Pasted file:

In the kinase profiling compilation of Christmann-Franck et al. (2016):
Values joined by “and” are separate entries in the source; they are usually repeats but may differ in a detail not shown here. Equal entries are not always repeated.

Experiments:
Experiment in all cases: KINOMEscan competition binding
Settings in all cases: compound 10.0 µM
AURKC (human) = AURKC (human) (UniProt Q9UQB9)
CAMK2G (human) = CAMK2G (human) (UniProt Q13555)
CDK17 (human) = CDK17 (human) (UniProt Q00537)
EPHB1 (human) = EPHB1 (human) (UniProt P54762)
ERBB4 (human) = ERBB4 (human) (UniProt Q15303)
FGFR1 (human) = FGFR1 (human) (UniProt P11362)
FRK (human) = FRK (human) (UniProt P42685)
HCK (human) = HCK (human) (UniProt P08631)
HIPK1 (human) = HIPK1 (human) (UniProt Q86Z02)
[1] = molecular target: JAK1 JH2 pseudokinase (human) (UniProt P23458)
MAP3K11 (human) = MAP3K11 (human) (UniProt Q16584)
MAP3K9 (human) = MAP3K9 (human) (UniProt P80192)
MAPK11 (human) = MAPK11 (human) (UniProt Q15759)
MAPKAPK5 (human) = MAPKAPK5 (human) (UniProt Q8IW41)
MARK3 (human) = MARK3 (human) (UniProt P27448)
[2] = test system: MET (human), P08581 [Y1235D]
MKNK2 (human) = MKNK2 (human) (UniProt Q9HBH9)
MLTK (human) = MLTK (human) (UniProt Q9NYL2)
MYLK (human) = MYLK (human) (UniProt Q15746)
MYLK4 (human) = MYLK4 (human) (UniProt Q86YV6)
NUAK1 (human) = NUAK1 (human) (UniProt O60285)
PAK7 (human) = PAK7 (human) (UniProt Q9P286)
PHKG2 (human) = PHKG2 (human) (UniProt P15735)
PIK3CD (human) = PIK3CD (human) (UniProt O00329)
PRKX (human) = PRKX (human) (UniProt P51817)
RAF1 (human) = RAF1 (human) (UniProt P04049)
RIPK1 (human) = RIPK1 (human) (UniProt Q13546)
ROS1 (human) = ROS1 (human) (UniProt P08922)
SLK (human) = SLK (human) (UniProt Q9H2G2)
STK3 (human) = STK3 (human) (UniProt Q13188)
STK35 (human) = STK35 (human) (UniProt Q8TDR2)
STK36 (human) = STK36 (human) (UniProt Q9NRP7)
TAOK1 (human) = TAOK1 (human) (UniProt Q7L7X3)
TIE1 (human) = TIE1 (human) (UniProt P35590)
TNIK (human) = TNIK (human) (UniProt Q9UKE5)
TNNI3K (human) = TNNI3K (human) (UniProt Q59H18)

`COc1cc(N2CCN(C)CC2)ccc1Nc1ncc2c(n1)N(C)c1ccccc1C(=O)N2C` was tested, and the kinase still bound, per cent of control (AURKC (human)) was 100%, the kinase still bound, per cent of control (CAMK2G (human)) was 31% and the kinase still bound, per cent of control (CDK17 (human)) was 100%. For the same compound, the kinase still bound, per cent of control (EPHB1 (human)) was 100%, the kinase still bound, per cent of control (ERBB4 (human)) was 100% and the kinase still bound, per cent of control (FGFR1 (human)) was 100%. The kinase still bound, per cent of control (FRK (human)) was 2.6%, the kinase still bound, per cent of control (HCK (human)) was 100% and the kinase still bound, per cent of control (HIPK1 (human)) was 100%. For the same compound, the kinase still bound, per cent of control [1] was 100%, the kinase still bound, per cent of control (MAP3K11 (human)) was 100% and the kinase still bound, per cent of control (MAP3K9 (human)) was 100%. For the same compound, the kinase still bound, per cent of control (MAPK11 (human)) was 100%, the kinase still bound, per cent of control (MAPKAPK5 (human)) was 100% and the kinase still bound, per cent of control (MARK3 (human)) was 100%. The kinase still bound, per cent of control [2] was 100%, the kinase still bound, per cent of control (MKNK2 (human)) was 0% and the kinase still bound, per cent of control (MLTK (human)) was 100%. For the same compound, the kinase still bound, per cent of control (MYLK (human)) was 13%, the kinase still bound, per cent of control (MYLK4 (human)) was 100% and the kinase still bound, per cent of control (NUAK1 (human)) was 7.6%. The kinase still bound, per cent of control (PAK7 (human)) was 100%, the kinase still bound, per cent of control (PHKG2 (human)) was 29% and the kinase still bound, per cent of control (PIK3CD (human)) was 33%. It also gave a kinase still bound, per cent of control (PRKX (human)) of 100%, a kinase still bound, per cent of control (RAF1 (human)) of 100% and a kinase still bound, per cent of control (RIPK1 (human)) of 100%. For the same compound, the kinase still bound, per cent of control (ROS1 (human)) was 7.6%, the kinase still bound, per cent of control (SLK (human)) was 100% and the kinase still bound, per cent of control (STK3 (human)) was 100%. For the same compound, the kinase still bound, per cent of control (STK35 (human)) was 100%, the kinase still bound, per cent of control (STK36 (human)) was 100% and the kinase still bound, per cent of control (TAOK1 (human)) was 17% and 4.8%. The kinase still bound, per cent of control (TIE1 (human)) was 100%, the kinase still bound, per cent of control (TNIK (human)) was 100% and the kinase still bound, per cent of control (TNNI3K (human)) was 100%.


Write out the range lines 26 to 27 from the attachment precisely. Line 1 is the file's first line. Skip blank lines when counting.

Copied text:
NUAK1 (human) = NUAK1 (human) (UniProt O60285)
PAK7 (human) = PAK7 (human) (UniProt Q9P286)